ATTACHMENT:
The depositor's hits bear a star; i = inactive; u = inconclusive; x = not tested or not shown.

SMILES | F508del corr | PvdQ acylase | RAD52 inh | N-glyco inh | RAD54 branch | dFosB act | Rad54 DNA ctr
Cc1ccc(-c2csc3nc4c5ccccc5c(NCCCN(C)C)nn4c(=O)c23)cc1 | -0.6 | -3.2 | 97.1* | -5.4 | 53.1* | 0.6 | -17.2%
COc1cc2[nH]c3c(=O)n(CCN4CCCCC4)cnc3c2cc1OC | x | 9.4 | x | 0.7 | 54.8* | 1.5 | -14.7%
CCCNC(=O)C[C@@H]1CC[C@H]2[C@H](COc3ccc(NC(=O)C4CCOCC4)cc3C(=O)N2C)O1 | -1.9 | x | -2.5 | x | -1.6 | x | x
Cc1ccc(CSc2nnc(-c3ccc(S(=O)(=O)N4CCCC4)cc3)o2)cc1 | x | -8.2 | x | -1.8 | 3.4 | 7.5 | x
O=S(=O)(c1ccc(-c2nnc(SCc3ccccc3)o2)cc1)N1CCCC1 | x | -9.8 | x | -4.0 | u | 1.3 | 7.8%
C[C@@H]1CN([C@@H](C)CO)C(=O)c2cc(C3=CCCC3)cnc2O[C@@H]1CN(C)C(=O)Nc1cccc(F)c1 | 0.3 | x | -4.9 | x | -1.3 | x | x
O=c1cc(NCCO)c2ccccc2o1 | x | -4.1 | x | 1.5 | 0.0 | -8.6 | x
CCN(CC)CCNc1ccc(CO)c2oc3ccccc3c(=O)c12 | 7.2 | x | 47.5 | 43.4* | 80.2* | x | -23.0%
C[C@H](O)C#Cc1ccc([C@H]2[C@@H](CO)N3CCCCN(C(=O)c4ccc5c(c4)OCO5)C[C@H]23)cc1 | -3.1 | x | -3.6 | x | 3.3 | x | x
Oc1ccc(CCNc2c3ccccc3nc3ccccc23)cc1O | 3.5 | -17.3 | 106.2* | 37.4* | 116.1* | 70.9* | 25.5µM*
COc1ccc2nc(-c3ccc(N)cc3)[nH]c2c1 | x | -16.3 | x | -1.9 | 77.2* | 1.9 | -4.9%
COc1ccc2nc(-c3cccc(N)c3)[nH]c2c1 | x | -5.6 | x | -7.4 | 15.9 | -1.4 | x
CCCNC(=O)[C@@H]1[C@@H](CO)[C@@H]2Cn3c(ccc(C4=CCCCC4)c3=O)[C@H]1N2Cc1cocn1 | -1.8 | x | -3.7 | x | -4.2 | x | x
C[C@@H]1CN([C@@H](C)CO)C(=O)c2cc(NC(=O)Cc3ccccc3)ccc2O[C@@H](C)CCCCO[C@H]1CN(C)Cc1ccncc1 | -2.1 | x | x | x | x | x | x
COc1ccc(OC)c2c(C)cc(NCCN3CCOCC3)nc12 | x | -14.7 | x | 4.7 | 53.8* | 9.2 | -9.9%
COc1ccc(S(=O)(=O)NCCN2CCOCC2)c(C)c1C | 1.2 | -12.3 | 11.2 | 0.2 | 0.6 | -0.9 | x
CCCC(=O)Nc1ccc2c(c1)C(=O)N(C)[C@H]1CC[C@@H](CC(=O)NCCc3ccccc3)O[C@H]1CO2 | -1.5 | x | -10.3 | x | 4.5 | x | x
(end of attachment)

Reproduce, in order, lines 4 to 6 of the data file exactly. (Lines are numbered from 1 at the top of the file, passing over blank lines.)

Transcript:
COc1cc2[nH]c3c(=O)n(CCN4CCCCC4)cnc3c2cc1OC | x | 9.4 | x | 0.7 | 54.8* | 1.5 | -14.7%
CCCNC(=O)C[C@@H]1CC[C@H]2[C@H](COc3ccc(NC(=O)C4CCOCC4)cc3C(=O)N2C)O1 | -1.9 | x | -2.5 | x | -1.6 | x | x
Cc1ccc(CSc2nnc(-c3ccc(S(=O)(=O)N4CCCC4)cc3)o2)cc1 | x | -8.2 | x | -1.8 | 3.4 | 7.5 | x